Have you ever asked yourself, “Is the group of people I’m working with dysfunctional?” If you haven’t, you’re either oblivious or new to the work world. It’s an important question to ask on a regular basis, because the problems that undermine collective success usually start as small issues, either between people on the team or between the team and its outside stakeholders.
And it’s naturally a difficult question to answer. When you work in the same environment every day, the habits and patterns of behavior become part of the experience of being at work. The nature of the group is hard to discern when you’re a part of it. To ask someone to objectively evaluate his or her own workgroup is like asking a fish to describe water.
When you do ask yourself that question, it’s also important to remember that not every team with troubles is dysfunctional, doomed or dangerous. In fact, nearly every team has trouble at one time or another. Schedules slip. Tempers flare. Fingers point. Sometimes people get into scrapes and develop bad habits during times of stress, as when trying to push a big project over the finish line. Most of the time, interpersonal issues arise and fade without requiring significant interventions from managers. People of good will often work things out on their own.
But there are times when troubles stop being an unpleasant nuisance and become a serious threat to the team and potentially to the organization as a whole. This is when troubled teams turn toxic. And unlike troubled teams, toxic teams have no chance of recovering on their own. They only get worse.
So what is a toxic team? A toxic team is one that is trapped in an intensifying cycle of negative behavior, beliefs and emotions. What makes toxic teams toxic is the self-reinforcing cycle at the core of the dysfunction. In the cycle, the visible negative behaviors of team members (and perhaps outside managers) engender invisible, powerful, negative emotions and assumptions that, in turn, trigger even more negative behaviors. Without outside intervention, these teams can become a cancer on an organization.
Here’s a simplified example. Imagine that a project manager always shows up to team meetings 15 minutes late. The first time, everyone just goes with the flow. But by the fourth time, they seethe with rage as they wait. They feel that they are being treated with disrespect and that the project manager is trying to prove how much more important his time is than theirs. When he does show up, they might retaliate by giving him incomplete and possibly even misleading information. Soon, he’s giving bogus status reports to his stakeholders and feels as if he’s been set up to look bad when he makes promises he can’t keep. So he starts micromanaging the team, trying to control their every move. In turn, they feel even more disrespected and mistrusted. And on it goes.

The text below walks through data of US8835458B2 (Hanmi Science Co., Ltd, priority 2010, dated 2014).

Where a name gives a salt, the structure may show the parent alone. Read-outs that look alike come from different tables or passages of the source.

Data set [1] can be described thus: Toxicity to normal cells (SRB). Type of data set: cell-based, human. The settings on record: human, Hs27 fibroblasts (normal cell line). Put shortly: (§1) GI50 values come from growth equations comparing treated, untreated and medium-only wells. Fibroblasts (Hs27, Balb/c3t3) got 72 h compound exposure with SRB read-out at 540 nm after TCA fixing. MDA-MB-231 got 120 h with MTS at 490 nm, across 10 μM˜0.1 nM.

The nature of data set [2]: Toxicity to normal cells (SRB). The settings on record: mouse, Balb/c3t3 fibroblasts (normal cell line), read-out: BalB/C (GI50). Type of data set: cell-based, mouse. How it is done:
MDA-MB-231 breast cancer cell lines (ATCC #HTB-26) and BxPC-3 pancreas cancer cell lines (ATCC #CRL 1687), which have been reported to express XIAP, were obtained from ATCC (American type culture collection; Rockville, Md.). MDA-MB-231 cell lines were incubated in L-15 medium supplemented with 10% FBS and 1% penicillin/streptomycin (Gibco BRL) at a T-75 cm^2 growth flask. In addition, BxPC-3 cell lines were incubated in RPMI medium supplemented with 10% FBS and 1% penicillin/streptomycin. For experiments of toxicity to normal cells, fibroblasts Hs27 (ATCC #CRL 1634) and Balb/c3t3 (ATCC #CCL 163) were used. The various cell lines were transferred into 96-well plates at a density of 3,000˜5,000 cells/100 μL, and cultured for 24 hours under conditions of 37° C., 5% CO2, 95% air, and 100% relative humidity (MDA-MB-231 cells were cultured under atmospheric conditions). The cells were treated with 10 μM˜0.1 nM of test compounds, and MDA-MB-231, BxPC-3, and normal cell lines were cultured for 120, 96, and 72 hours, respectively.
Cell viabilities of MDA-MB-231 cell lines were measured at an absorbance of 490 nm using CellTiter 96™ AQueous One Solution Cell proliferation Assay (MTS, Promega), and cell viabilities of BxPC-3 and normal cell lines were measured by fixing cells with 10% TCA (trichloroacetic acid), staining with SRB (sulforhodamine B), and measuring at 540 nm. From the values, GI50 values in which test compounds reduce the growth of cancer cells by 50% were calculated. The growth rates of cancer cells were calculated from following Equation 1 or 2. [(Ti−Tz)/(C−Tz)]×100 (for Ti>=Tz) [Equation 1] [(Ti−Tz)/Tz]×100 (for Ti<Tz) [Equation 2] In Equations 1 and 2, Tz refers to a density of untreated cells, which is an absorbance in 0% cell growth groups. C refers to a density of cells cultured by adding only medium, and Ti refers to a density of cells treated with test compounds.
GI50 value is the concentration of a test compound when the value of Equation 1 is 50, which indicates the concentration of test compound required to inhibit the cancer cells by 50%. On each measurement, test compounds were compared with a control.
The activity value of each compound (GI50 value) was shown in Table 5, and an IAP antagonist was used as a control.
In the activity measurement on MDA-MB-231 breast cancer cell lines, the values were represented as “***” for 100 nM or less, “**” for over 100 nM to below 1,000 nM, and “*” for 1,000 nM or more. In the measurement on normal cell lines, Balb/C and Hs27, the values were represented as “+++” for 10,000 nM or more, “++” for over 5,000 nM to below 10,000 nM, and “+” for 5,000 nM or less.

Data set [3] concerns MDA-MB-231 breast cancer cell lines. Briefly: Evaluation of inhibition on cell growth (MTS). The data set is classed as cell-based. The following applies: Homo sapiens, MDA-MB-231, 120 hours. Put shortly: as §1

In contrast, troubled teams also have issues with negative behavior, emotions and assumptions, but they have not (yet) fallen into the self-reinforcing cycle of negativity. This is the key distinction between the degrees of dysfunction.
Toxic teams are not only a danger to themselves. They tend to spread their discontent beyond the boundaries of their group. People go home every night feeling terrible about themselves, their work and their organizations. Wanting to feel that they are justified in feeling that way, they talk to people in other teams and departments, looking for validation for their negativity, and in the process, convince others that things are as awful as they themselves believe. The dysfunctional assumptions and attitudes can spread throughout the organization.
This is why toxic teams require careful, thoughtful, outside intervention. Simple solutions rarely work. Firing one or two offenders won’t fix those problems. Even if the cycle of toxicity was started by one bad apple, it’s no longer perpetuated by that person alone. The negative attitudes and assumptions will remain even if the instigator is removed. The toxic cycle requires multiple participants to grow and spread.
So if you are concerned that your team may have transformed from troubled to toxic, you need to look for help outside the group, or even outside the organization altogether. It’s not the time to sit back and wait to see how things play out.
Paul Glen is the co-author of The Geek Leader's Handbook and a principal of Leading Geeks, an education and consulting firm devoted to clarifying the murky world of human emotion for people who gravitate toward concrete thinking. You can contact him at firstname.lastname@example.org.